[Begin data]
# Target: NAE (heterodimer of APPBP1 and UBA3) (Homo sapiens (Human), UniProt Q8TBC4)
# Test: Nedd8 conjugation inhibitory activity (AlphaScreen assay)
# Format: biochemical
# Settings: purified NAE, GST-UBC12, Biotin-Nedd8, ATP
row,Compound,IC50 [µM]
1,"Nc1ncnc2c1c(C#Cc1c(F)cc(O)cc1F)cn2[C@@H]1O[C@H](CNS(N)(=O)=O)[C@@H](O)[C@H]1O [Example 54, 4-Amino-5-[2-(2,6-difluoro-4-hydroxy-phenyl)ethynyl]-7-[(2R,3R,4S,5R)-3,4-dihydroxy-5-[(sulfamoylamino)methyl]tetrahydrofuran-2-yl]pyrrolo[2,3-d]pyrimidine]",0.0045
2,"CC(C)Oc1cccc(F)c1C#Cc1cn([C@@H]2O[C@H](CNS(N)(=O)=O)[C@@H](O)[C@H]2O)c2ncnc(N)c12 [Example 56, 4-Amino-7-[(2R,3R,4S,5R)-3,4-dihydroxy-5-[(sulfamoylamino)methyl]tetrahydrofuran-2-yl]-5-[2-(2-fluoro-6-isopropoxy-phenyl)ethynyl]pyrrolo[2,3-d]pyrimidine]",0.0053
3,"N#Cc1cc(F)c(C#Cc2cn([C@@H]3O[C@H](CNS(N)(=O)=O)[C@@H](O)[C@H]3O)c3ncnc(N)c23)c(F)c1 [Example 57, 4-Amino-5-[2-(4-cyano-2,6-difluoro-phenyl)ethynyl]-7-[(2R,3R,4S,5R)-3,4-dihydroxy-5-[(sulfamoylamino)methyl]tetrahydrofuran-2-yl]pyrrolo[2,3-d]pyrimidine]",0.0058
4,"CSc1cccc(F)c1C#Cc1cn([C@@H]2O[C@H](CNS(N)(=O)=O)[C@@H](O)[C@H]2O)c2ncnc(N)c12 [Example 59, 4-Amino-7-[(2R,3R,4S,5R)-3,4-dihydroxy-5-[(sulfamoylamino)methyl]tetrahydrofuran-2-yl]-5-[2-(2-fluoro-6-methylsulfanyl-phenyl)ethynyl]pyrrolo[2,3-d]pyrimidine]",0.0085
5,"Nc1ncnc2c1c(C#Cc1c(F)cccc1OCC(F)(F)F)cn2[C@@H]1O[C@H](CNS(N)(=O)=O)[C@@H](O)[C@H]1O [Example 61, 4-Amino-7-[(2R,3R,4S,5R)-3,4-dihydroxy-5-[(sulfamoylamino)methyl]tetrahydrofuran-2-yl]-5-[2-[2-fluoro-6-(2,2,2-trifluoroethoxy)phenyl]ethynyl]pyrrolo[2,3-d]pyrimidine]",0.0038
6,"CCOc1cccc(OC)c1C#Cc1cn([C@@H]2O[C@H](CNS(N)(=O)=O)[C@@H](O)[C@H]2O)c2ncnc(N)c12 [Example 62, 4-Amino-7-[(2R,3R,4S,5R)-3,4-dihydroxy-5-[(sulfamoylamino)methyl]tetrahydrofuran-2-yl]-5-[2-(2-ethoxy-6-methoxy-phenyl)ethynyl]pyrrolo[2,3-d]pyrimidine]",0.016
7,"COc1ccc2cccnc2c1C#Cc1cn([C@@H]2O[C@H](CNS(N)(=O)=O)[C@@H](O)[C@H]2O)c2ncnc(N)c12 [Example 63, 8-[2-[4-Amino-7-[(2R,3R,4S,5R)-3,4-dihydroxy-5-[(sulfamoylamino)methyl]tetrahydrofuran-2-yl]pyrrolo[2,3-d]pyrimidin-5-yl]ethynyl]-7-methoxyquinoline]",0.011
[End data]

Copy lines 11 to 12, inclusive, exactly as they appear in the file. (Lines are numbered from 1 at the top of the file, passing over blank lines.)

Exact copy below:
6,"CCOc1cccc(OC)c1C#Cc1cn([C@@H]2O[C@H](CNS(N)(=O)=O)[C@@H](O)[C@H]2O)c2ncnc(N)c12 [Example 62, 4-Amino-7-[(2R,3R,4S,5R)-3,4-dihydroxy-5-[(sulfamoylamino)methyl]tetrahydrofuran-2-yl]-5-[2-(2-ethoxy-6-methoxy-phenyl)ethynyl]pyrrolo[2,3-d]pyrimidine]",0.016
7,"COc1ccc2cccnc2c1C#Cc1cn([C@@H]2O[C@H](CNS(N)(=O)=O)[C@@H](O)[C@H]2O)c2ncnc(N)c12 [Example 63, 8-[2-[4-Amino-7-[(2R,3R,4S,5R)-3,4-dihydroxy-5-[(sulfamoylamino)methyl]tetrahydrofuran-2-yl]pyrrolo[2,3-d]pyrimidin-5-yl]ethynyl]-7-methoxyquinoline]",0.011